Computer Associates International Inc.’s shareholders have rejected a shareholder proposal that would force the firm to recover massive bonuses paid to key executives during the period when its accounting practices were questionable.
CA said yesterday that 76% of its shares were voted against the proposal, which was put forth by Amalgamated Banks’ LongView investment fund. But the company said the issue of executive compensation is not closed.
During the firm’s annual shareholder meeting this week, CA’s owners also chose to reelect the full slate of CA directors who were standing for reelection, even the two who were present during CA’s period of dodgy accounting.
Company chairman Lewis Ranieri said in a statement: We are working with the government to resolve all outstanding issues and are reviewing compensation paid to certain officers in prior years.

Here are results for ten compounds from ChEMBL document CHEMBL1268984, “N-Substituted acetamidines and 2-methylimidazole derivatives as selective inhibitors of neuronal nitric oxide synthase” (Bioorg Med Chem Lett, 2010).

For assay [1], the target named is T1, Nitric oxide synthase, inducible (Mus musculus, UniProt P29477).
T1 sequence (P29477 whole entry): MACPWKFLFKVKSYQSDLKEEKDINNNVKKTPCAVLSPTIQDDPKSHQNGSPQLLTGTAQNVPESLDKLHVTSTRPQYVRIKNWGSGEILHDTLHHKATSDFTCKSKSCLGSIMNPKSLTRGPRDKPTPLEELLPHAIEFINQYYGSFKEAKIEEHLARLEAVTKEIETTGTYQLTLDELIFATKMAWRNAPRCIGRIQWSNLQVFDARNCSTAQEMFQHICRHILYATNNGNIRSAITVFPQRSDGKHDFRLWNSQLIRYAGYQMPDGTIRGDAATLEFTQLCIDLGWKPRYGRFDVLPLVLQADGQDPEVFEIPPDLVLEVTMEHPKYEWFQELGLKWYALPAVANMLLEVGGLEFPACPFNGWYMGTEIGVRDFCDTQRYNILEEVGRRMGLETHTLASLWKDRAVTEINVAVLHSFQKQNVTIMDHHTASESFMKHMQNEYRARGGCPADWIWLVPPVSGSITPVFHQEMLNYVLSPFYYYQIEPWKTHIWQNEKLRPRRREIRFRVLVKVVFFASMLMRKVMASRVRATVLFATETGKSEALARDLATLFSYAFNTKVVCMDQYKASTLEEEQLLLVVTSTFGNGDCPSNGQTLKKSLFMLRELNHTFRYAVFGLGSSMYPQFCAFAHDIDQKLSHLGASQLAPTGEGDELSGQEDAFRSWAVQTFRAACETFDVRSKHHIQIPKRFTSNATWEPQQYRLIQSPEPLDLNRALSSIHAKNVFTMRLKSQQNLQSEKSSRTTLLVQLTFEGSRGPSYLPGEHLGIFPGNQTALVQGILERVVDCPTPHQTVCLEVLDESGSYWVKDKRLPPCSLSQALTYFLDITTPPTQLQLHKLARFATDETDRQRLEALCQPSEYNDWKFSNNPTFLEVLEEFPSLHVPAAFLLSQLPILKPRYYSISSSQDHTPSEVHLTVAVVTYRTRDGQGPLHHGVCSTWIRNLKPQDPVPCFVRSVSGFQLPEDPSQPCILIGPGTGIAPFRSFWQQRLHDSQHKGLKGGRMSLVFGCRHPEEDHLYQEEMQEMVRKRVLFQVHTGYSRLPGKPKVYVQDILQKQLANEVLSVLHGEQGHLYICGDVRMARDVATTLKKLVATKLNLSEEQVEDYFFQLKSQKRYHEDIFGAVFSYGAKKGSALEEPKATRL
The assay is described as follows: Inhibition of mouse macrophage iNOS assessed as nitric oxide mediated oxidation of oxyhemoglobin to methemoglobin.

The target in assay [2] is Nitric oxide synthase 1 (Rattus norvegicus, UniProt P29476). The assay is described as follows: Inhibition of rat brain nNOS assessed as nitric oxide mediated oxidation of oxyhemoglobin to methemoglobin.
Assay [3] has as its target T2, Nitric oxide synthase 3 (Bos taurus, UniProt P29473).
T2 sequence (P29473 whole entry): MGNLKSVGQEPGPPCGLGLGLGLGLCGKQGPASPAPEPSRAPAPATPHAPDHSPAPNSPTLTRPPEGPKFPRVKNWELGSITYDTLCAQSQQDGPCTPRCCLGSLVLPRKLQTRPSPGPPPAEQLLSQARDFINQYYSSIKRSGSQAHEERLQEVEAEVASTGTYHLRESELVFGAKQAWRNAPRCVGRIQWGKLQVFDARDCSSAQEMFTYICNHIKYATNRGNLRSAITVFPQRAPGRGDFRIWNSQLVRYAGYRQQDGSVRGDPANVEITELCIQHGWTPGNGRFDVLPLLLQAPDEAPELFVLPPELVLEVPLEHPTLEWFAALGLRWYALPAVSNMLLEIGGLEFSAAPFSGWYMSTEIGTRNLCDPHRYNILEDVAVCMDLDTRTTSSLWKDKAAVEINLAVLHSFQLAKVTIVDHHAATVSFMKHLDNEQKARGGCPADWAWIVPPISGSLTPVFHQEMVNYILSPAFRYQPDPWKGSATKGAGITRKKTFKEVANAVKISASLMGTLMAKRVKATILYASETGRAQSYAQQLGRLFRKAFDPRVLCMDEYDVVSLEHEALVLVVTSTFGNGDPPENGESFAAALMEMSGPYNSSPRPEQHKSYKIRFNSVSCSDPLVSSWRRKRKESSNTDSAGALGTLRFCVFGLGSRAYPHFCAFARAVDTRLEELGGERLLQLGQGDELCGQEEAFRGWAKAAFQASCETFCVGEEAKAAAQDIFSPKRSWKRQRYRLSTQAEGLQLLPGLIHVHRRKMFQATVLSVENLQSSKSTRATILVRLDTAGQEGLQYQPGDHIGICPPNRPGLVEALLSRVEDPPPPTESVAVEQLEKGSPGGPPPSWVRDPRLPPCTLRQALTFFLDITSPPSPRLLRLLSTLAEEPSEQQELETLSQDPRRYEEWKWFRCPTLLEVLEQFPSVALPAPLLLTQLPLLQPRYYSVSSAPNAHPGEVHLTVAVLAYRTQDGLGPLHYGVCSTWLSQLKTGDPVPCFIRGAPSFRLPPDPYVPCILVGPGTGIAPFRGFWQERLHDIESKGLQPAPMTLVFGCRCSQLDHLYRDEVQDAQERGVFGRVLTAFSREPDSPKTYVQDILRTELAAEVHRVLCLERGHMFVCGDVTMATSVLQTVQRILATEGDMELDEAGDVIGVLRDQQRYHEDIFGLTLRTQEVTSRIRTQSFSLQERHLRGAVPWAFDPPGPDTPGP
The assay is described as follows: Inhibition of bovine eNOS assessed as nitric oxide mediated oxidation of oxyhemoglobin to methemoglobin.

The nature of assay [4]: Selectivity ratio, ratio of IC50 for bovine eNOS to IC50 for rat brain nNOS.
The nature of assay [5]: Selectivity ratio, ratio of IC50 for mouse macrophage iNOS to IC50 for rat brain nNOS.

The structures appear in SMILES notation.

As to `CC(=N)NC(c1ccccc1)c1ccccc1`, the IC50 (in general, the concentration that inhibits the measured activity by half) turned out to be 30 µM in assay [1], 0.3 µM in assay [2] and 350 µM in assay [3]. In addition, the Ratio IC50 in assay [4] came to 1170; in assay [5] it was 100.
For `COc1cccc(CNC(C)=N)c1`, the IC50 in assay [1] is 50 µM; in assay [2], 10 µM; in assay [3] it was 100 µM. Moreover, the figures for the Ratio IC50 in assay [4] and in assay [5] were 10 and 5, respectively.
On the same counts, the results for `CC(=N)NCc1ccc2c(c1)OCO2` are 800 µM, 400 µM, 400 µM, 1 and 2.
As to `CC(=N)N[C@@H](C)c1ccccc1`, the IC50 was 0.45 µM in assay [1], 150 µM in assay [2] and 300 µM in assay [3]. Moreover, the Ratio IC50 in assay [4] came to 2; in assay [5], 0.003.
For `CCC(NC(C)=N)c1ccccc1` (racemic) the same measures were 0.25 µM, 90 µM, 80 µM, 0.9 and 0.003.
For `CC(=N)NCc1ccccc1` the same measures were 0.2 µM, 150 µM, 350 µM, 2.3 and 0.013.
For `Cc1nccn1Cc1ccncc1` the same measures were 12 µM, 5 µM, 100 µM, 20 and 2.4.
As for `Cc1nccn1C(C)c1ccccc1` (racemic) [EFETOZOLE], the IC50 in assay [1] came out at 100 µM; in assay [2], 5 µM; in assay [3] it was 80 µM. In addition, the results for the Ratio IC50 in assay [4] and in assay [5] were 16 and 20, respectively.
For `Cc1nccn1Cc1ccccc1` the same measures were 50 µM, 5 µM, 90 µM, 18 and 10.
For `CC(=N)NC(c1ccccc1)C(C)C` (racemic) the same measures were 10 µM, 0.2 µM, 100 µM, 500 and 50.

Amalgamated said its proposal asked the board to review any executive bonuses that were awarded for meeting performance targets and recoup for the company any bonuses that were not, in fact, earned. Institutional Shareholder Services supported the motion.
CA has already confessed to an accounting scam among senior executives in fiscal 2000, in which quarterly accounts would be help open beyond the end of the period, until the company had made its aggressive sales targets.
Sanjay Kumar, then the president and chief operating officer, received a bonus of 80,000 shares and $3.2 million, based on the Company’s supposedly superior performance in 2000, Amalgamated’s motion said.
In 1998, a period that is not yet included in the scandal, Kumar, former CEO Charles Wang and executive VP Russell Artzt received a total of $1.1 billion in CA stock, as part of a three-year-old bonus scheme that was tied to the company’s share price.
While I cannot say exactly when this chapter in CA’s history will be over, I can assure you that the members of CA’s Board of Directors and Management Team are working with the government and doing everything we can to reach closure, Ranieri said.
In May, the company offered the US Securities and Exchange Commission $10 million to settle its ongoing investigation into the firm’s accounts.